Emerging Consensus: Replace BLM, Forest Service

   copyright (c) 1997, Electric Nevada

Are federal land agencies really as out of touch as stories over the last year would suggest?
Consider some of the news items in Nevada over the past 12 months:
Item: The U.S. Forest Service [USFS] was found to be mechanically following policies which, year in and year out, generate fuel-rich, tinder-dry fire hazards across the West and lead to hundreds of millions of dollars in federal and state fire-fighting expenses.
Item: The Bureau of Land Management was found, by auditors from the U.S. Department of Interior's Inspector General's office, to have cost taxpayers tens of millions of dollars through underappraisals of federal land involved in swaps with politically connected Las Vegas developers.
Item: The USFS was found, by the Nevada State Engineer, to have filed over 179 bogus water claims on Nye County water where rights had already been long vested with private ranchers.
Item: An Elko grand jury found that a large spring important to ranchers in the Ruby Valley are was deliberately destroyed with heavy equipment at the same time as the U.S. Forest Service had a track-mounted bulldozer in the area.
Item: The BLM routinely ignores



its own regulations intended to prevent wild horses overpopulation and starvation deaths.
Item: While the USFS is militant in its refusal to tell detector hobbyists and others where not to go on forest land, it nevertheless then prosecutes them after they have wandered into unmarked areas said by the USFS to be of supposed archaelogical sensitivity.
Item: Following the 1996 election, the BLM introduced proposed regulations seeking what critics say is a covert expansion of the agency's police powers in the West in ways that will make federal lands increasingly resemble an administrative police state in which virtually anything can be prosecuted or arbitrarily prohibited.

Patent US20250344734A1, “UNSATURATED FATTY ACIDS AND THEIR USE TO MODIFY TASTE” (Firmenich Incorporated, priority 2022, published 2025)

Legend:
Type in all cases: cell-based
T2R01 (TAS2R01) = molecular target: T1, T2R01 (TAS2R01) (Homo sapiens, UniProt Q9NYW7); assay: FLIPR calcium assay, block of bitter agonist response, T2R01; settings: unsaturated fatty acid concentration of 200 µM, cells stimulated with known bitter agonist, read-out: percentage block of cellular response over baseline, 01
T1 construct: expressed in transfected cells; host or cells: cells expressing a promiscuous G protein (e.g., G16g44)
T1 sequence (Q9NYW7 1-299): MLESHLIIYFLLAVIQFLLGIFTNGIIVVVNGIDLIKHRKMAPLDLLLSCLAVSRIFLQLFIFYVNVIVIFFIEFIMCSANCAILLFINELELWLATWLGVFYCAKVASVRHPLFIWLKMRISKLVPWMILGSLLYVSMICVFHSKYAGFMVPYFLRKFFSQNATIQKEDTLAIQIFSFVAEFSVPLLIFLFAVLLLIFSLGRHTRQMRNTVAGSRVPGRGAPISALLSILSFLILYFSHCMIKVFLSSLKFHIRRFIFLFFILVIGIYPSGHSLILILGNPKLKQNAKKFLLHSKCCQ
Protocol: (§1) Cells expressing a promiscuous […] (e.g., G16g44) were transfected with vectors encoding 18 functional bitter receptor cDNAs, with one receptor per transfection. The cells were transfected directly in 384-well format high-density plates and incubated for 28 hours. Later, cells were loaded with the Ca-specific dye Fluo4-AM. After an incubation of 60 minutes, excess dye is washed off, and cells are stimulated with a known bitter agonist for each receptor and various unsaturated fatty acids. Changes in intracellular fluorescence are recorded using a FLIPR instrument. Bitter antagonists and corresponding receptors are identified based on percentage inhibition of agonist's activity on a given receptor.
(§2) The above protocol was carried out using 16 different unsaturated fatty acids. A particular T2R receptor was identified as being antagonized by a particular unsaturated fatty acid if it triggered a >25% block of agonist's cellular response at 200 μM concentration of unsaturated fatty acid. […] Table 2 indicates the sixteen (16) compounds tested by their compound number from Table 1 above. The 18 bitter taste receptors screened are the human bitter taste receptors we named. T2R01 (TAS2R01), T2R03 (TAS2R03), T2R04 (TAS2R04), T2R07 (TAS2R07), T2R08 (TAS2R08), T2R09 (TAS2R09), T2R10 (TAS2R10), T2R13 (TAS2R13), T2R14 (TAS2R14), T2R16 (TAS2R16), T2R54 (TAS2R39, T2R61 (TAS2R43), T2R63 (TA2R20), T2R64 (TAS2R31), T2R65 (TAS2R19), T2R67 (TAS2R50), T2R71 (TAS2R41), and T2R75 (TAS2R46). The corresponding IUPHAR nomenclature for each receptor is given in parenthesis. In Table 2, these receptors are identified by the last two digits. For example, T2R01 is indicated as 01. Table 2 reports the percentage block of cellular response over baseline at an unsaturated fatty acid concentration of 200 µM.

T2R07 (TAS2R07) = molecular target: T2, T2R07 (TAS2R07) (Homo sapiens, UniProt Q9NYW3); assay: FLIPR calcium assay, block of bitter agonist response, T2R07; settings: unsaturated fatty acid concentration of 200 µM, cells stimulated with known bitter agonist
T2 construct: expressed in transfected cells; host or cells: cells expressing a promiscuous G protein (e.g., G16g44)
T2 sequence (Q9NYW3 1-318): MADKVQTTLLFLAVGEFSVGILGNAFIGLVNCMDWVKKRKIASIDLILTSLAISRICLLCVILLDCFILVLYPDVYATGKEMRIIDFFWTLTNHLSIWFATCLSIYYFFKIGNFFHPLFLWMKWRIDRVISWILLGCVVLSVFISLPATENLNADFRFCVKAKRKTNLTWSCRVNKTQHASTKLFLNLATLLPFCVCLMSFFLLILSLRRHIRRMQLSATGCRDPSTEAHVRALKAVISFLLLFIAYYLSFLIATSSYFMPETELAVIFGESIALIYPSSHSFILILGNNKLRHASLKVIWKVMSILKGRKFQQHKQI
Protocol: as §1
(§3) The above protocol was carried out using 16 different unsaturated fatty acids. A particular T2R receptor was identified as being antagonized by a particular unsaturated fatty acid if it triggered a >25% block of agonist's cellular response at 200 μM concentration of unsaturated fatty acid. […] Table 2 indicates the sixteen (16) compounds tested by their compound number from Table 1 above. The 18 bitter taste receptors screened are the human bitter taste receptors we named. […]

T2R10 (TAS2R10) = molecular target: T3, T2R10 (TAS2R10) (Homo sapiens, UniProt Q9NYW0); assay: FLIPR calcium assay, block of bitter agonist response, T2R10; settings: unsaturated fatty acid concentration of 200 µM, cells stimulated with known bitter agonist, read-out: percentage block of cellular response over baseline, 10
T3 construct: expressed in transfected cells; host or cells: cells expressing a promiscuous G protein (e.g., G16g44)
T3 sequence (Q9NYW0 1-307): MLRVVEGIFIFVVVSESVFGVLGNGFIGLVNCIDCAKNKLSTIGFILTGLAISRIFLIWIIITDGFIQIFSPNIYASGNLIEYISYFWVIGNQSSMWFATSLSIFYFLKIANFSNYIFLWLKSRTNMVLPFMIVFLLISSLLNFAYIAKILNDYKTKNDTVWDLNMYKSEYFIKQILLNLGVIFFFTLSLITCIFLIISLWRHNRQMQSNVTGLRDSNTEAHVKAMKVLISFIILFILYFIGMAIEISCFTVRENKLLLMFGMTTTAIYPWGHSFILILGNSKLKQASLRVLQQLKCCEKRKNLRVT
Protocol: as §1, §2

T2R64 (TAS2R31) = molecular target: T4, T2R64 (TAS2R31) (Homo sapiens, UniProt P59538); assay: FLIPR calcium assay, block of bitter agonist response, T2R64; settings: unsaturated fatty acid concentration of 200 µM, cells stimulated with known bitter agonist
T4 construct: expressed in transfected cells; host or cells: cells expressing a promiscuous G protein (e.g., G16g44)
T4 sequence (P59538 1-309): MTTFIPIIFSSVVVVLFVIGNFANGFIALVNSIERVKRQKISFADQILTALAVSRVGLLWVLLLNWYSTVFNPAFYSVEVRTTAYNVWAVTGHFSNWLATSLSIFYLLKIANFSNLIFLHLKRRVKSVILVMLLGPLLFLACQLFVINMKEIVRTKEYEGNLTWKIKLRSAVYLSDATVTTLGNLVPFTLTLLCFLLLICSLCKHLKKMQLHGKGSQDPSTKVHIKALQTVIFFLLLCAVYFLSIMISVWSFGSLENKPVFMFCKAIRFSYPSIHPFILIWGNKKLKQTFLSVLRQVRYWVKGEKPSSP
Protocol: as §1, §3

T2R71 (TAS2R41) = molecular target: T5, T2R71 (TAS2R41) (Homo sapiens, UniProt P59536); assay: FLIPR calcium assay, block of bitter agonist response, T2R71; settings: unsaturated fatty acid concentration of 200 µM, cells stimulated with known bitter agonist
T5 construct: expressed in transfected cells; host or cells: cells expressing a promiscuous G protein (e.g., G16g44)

Item: Acting in concert, USFS employees across Nevada sought in January to generate political pressure on the state water engineer during quasi-judicial water rights hearings.
Item: Nevada BLM officials, during public protest periods for proposed Las Vegas area land exchanges sought by


 
politically connected mega-devlopers, blocked all public access to appraisals for the lands involved. Later, after news stories in Electric Nevada disclosed the officials' actions, low-level agency personnel acknowledged the secrecy had violated BLM regulations.
Do these stories reflect a chronic situation in the federal agencies?
It would not be trivial matter, if so. About 47 percent of the land in the 11 western states is controlled by either the U.S. Forest Service or the Bureau of Land Management. In Nevada, only about 13 percent of land within state borders is NOT under federal control.
That's why that Electric Nevada, after a year of reporting many of these controversies, decided to step back and see how the agencies' look to other, national, observers.




Specifically, we wanted to know, how do public policy experts at some of the nation's major think-tanks view the job the Forest Service and BLM are doing?
Surprisingly, it appears there's a pretty wide consensus.
Whether the policy houses lean Democratic or Republican, and whether they seem oriented to environmentalist or resource concerns, any of them that address Western land issues pretty much agree: the federal land bureaucracies are essentially dinosaurs, not capable of doing the job they've been assigned.
In this and upcoming issues, we'll report how the policy analysts at these institutions view the agencies and what solutions they would offer.


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